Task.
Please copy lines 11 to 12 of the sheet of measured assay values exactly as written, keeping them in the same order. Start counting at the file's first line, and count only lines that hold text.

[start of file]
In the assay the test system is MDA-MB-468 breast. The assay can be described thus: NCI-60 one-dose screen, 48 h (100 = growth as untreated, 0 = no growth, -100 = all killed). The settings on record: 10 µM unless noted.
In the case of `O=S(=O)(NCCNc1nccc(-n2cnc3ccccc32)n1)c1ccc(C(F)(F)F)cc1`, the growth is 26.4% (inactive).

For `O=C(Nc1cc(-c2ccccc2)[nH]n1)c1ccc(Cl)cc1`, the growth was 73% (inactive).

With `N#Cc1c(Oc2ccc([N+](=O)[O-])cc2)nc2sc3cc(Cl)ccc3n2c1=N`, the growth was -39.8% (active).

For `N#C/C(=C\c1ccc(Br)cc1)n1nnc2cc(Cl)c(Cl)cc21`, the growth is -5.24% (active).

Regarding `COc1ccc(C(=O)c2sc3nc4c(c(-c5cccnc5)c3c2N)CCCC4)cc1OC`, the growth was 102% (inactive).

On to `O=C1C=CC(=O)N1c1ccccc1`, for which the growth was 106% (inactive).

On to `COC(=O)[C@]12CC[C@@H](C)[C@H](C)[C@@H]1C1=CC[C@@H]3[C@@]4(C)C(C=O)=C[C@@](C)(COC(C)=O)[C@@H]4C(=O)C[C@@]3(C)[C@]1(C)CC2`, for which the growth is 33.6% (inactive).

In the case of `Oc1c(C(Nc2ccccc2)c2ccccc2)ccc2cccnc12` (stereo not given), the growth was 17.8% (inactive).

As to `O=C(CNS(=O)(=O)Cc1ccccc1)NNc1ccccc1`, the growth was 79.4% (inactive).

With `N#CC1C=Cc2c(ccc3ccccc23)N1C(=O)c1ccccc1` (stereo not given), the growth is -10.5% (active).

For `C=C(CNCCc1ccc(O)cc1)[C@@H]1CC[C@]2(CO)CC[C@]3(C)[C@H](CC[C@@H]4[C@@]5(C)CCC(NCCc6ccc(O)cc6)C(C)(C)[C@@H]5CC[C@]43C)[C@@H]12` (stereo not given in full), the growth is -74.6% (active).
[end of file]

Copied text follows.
With `N#CC1C=Cc2c(ccc3ccccc23)N1C(=O)c1ccccc1` (stereo not given), the growth is -10.5% (active).

For `C=C(CNCCc1ccc(O)cc1)[C@@H]1CC[C@]2(CO)CC[C@]3(C)[C@H](CC[C@@H]4[C@@]5(C)CCC(NCCc6ccc(O)cc6)C(C)(C)[C@@H]5CC[C@]43C)[C@@H]12` (stereo not given in full), the growth is -74.6% (active).